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Second flu-related death in Georgia confirmed by the state

The most recent death was confirmed in the Health Department's weekly flu report.

ATLANTA — The Georgia Department of Public Health confirms that there are now two confirmed deaths linked to the flu.

The most recent death was confirmed in the Health Department's weekly flu report. 

According to the report, the patient who died is believed to be between the ages of 18 and 49 years old.

Health officials already confirmed the first flu-related death in Georgia last week amid widespread flu activity in the state. That patient was a person older than 65 years old.

The winter flu season in the US is on track for its earliest start in more than 15 years. The last flu season to hit this early was in 2003-2004.

Nationwide, the Centers for Disease Control and Prevention (CDC) estimates that there have been at least 2.6 million flu-related illnesses and 1,300 deaths from the flu so far this season, but health officials said the Deep South has been hardest hit.

More than a dozen flu outbreaks have been confirmed in Georgia since late September, and the Georgia Department of Public Health has confirmed more than 200 hospitalizations 

Credit: WXIA

One local school in Fayette County has already been hard-hit by the flu - roughly 100 students were absent this week as staff confirmed 38 flu cases at the school.

But, officials say there is a chance the early start to the flu season means it could peak much earlier than normal. 

Signs and symptoms of the flu to watch for:

  • Fever (100 degrees F or greater), however, not everyone will have a fever.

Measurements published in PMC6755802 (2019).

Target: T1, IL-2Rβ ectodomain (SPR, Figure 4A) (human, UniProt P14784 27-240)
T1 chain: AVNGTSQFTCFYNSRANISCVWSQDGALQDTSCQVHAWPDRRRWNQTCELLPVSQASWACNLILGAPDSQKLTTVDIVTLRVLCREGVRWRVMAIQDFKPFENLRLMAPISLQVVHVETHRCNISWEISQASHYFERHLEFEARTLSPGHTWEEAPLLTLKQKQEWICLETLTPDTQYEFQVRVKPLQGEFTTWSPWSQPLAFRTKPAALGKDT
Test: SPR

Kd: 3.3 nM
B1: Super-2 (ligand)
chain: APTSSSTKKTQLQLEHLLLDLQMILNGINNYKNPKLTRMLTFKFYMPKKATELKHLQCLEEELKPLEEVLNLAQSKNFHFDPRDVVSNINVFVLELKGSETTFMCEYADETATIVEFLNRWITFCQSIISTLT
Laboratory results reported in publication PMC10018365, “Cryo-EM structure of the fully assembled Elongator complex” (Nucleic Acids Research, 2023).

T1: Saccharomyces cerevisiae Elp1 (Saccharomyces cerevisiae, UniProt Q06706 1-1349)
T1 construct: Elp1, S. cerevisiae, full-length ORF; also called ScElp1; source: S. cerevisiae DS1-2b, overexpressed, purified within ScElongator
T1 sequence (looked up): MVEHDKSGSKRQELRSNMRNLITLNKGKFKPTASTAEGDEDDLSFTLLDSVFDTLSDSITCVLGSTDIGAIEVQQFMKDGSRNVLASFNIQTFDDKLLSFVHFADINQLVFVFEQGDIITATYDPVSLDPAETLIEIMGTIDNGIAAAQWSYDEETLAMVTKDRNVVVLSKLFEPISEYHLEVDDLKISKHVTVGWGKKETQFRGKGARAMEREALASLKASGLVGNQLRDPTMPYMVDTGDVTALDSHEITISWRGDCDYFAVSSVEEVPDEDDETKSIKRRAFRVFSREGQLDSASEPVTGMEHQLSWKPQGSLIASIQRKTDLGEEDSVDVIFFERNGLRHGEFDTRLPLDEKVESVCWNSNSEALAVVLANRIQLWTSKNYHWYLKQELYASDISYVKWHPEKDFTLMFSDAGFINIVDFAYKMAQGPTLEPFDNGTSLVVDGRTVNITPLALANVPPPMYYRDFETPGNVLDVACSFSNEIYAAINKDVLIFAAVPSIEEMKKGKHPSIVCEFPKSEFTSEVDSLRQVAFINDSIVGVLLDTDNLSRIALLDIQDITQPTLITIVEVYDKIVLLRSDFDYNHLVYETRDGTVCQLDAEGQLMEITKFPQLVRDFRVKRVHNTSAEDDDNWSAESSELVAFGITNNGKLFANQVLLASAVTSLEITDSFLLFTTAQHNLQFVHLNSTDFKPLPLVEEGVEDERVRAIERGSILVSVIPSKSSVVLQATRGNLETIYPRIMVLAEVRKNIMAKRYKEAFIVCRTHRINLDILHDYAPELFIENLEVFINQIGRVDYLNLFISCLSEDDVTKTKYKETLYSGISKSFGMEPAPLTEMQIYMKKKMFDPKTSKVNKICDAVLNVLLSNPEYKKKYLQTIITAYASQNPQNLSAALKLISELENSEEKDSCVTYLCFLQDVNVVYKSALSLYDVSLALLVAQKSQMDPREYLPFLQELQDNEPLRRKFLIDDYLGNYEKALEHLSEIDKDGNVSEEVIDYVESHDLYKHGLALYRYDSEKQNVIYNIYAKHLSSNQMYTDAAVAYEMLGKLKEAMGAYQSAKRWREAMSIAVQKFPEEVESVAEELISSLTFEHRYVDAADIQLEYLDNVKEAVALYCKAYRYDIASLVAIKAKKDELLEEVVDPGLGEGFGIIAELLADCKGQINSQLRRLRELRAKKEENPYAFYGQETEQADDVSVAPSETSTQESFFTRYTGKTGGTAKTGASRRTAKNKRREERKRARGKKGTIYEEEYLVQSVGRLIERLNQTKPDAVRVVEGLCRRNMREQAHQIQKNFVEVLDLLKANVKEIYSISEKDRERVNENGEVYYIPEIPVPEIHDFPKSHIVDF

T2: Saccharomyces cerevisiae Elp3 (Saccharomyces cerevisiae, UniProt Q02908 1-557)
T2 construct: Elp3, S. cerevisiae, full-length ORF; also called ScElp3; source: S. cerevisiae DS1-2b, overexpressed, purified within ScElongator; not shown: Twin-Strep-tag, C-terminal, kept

• Cough
  • Sore throat
  • Headache
  • Runny or stuffy nose
  • Muscle or body aches
  • Fatigue (very tired)
  • Some people may have vomiting and diarrhea, though this is more common in children than adults
Credit: WXIA

How to prevent the spread of the flu:

  • Frequent and thorough hand-washing with soap and warm water. Alcohol-based gels are the next best thing if you don’t have access to soap and water.
  • Cough or sneeze into the crook of your elbow or arm to help prevent the spread of the flu. 
  • Avoid touching your face as flu germs can get into the body through mucus membranes of the nose, mouth and eyes. 
  • If you are sick, stay home from school or work. Flu sufferers should be free of a fever, without the use of a fever reducer, for at least 24 hours before returning to school or work.
  • If you are caring for a sick individual at home, keep them away from common areas of the house and other people as much as possible. 

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